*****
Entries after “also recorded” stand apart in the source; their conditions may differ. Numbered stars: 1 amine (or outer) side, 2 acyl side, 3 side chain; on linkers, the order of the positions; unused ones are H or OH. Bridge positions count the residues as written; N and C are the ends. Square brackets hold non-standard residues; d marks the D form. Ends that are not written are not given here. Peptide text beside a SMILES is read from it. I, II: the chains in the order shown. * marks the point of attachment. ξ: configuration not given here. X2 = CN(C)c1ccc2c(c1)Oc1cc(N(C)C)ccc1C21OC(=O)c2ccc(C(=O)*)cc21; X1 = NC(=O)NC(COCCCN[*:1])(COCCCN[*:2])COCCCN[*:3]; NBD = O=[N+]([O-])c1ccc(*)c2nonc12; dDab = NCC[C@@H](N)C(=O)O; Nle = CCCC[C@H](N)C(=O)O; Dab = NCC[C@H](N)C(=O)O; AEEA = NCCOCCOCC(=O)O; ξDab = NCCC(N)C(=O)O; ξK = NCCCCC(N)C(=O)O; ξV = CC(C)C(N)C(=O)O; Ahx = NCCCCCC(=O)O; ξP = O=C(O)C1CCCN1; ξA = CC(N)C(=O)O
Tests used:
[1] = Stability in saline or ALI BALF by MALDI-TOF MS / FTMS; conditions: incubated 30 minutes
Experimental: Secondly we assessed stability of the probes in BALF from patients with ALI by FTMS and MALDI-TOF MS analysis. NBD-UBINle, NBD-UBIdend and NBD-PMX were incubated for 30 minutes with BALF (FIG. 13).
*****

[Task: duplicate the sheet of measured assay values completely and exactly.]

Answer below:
Entries after “also recorded” stand apart in the source; their conditions may differ. Numbered stars: 1 amine (or outer) side, 2 acyl side, 3 side chain; on linkers, the order of the positions; unused ones are H or OH. Bridge positions count the residues as written; N and C are the ends. Square brackets hold non-standard residues; d marks the D form. Ends that are not written are not given here. Peptide text beside a SMILES is read from it. I, II: the chains in the order shown. * marks the point of attachment. ξ: configuration not given here. X2 = CN(C)c1ccc2c(c1)Oc1cc(N(C)C)ccc1C21OC(=O)c2ccc(C(=O)*)cc21; X1 = NC(=O)NC(COCCCN[*:1])(COCCCN[*:2])COCCCN[*:3]; NBD = O=[N+]([O-])c1ccc(*)c2nonc12; dDab = NCC[C@@H](N)C(=O)O; Nle = CCCC[C@H](N)C(=O)O; Dab = NCC[C@H](N)C(=O)O; AEEA = NCCOCCOCC(=O)O; ξDab = NCCC(N)C(=O)O; ξK = NCCCCC(N)C(=O)O; ξV = CC(C)C(N)C(=O)O; Ahx = NCCCCCC(=O)O; ξP = O=C(O)C1CCCN1; ξA = CC(N)C(=O)O
Tests used:
[1] = Stability in saline or ALI BALF by MALDI-TOF MS / FTMS; conditions: incubated 30 minutes
Experimental: Secondly we assessed stability of the probes in BALF from patients with ALI by FTMS and MALDI-TOF MS analysis. NBD-UBINle, NBD-UBIdend and NBD-PMX were incubated for 30 minutes with BALF (FIG. 13).